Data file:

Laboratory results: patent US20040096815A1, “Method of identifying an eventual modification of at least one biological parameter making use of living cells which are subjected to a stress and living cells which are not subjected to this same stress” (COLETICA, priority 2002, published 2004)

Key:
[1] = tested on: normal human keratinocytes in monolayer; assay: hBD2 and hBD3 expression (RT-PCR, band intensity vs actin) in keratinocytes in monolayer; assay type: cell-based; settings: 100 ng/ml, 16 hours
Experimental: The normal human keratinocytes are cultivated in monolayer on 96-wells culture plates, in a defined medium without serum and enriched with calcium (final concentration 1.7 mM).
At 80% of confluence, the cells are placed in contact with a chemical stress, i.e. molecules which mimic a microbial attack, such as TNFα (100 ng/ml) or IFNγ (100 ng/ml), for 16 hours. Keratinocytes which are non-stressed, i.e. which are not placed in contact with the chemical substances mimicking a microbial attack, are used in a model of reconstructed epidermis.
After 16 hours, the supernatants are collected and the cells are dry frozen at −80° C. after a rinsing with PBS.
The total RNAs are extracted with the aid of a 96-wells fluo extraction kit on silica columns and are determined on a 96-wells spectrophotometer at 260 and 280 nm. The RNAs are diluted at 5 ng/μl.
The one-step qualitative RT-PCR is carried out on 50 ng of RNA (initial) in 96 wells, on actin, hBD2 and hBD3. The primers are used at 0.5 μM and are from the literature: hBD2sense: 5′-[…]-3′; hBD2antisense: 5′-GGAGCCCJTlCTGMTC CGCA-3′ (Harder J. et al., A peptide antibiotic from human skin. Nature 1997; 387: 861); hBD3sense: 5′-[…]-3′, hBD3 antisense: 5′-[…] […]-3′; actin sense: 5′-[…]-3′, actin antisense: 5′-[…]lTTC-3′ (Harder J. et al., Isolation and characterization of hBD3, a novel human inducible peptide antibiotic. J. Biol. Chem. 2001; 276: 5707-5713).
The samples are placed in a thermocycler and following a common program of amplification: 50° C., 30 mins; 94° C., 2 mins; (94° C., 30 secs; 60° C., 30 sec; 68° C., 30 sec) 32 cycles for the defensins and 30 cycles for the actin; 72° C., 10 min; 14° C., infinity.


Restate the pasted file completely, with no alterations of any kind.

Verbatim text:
Laboratory results: patent US20040096815A1, “Method of identifying an eventual modification of at least one biological parameter making use of living cells which are subjected to a stress and living cells which are not subjected to this same stress” (COLETICA, priority 2002, published 2004)

Key:
[1] = tested on: normal human keratinocytes in monolayer; assay: hBD2 and hBD3 expression (RT-PCR, band intensity vs actin) in keratinocytes in monolayer; assay type: cell-based; settings: 100 ng/ml, 16 hours
Experimental: The normal human keratinocytes are cultivated in monolayer on 96-wells culture plates, in a defined medium without serum and enriched with calcium (final concentration 1.7 mM).
At 80% of confluence, the cells are placed in contact with a chemical stress, i.e. molecules which mimic a microbial attack, such as TNFα (100 ng/ml) or IFNγ (100 ng/ml), for 16 hours. Keratinocytes which are non-stressed, i.e. which are not placed in contact with the chemical substances mimicking a microbial attack, are used in a model of reconstructed epidermis.
After 16 hours, the supernatants are collected and the cells are dry frozen at −80° C. after a rinsing with PBS.
The total RNAs are extracted with the aid of a 96-wells fluo extraction kit on silica columns and are determined on a 96-wells spectrophotometer at 260 and 280 nm. The RNAs are diluted at 5 ng/μl.
The one-step qualitative RT-PCR is carried out on 50 ng of RNA (initial) in 96 wells, on actin, hBD2 and hBD3. The primers are used at 0.5 μM and are from the literature: hBD2sense: 5′-[…]-3′; hBD2antisense: 5′-GGAGCCCJTlCTGMTC CGCA-3′ (Harder J. et al., A peptide antibiotic from human skin. Nature 1997; 387: 861); hBD3sense: 5′-[…]-3′, hBD3 antisense: 5′-[…] […]-3′; actin sense: 5′-[…]-3′, actin antisense: 5′-[…]lTTC-3′ (Harder J. et al., Isolation and characterization of hBD3, a novel human inducible peptide antibiotic. J. Biol. Chem. 2001; 276: 5707-5713).
The samples are placed in a thermocycler and following a common program of amplification: 50° C., 30 mins; 94° C., 2 mins; (94° C., 30 secs; 60° C., 30 sec; 68° C., 30 sec) 32 cycles for the defensins and 30 cycles for the actin; 72° C., 10 min; 14° C., infinity.